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The Food and Drug Administration warns diabetics taking Actos (pioglitazone) for more than one year may have an increased risk of bladder cancer.

The FDA warns pioglitazone use longer than one year was associated with a 40 percent increase in risk for bladder cancer compared to never being exposed to the drug according to an on-going study.

Diabetes patients should tell their doctor if they have symptoms such as blood or red color in urine, an urgent need to urinate, pain while urinating, and pain in the back or lower abdomen.

The warning comes after a five-year study of more than 193,000 patients treated with the drug an average of two years.

The study shows although there is no overall increased risk of bladder cancer related to short-term use of Actos, patients who use the drug more than one year or who used the highest dose were at greatest risk of bladder cancer.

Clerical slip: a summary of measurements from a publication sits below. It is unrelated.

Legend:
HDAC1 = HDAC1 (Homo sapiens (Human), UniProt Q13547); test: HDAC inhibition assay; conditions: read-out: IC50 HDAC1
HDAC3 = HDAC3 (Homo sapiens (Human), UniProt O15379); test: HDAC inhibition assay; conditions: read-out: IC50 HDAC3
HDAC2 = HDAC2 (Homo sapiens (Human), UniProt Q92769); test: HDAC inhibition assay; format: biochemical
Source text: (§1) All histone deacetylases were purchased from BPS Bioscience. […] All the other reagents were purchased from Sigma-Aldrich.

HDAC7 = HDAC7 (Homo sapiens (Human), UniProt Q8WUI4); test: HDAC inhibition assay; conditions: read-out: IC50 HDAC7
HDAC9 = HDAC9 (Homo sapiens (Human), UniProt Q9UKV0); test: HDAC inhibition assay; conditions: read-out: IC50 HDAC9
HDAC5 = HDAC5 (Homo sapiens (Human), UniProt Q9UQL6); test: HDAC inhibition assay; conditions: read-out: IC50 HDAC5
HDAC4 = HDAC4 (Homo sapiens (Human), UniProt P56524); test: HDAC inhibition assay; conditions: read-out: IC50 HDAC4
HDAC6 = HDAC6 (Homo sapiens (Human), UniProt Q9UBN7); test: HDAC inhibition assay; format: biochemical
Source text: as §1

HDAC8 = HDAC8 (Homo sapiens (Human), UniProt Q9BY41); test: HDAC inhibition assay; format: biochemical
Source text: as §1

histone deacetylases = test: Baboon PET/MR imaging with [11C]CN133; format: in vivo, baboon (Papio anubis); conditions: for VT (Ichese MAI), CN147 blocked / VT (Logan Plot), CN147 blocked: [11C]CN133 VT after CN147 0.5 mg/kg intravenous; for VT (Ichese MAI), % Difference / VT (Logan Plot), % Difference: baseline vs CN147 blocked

The Warning Comes Just Days After Germany and France Banned Use of the Drug.

In response to the FDA warning, Takeda Pharmaceuticals, the Japanese company which makes Actos, stated it is committed to the drug and stressed the study showed short-term use of the drug was not associated with an increased risk of bladder cancer and use for more than two years was weakly associated with the increased risk.

Takeda is conducting a 10-year study through 2012 and said it will continue to investigate potential safety concerns. The company said they are working with the FDA to update prescribing information.

The FDA suggests physicians weigh the benefits of blood sugar control with pioglitazone against the unknown risk for cancer and recommends not prescribing the drug for patients with bladder cancer and to prescribe it cautiously for patients who have had bladder cancer.

Pioglitazone is the second medication in its class to be associated with serious side effects within the past year.

Last fall, the use of rosiglitazone (Avandia) was restricted in the United States because of concerns of increased risk of heart attack.

The FDA said it will continue to monitor data until the 10-year study is complete.

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